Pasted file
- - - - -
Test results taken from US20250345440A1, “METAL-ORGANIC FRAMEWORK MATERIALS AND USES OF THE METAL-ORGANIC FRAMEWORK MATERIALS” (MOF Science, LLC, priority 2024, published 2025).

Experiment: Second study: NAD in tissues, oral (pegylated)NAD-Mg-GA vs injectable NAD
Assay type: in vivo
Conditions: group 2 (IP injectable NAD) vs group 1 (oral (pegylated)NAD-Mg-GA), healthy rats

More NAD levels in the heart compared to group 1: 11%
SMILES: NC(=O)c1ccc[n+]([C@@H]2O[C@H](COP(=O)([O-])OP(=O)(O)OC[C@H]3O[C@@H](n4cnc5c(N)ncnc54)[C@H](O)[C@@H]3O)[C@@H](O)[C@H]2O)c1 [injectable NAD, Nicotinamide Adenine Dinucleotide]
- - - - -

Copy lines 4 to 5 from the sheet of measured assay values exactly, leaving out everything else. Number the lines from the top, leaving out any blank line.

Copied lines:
Conditions: group 2 (IP injectable NAD) vs group 1 (oral (pegylated)NAD-Mg-GA), healthy rats

More NAD levels in the heart compared to group 1: 11%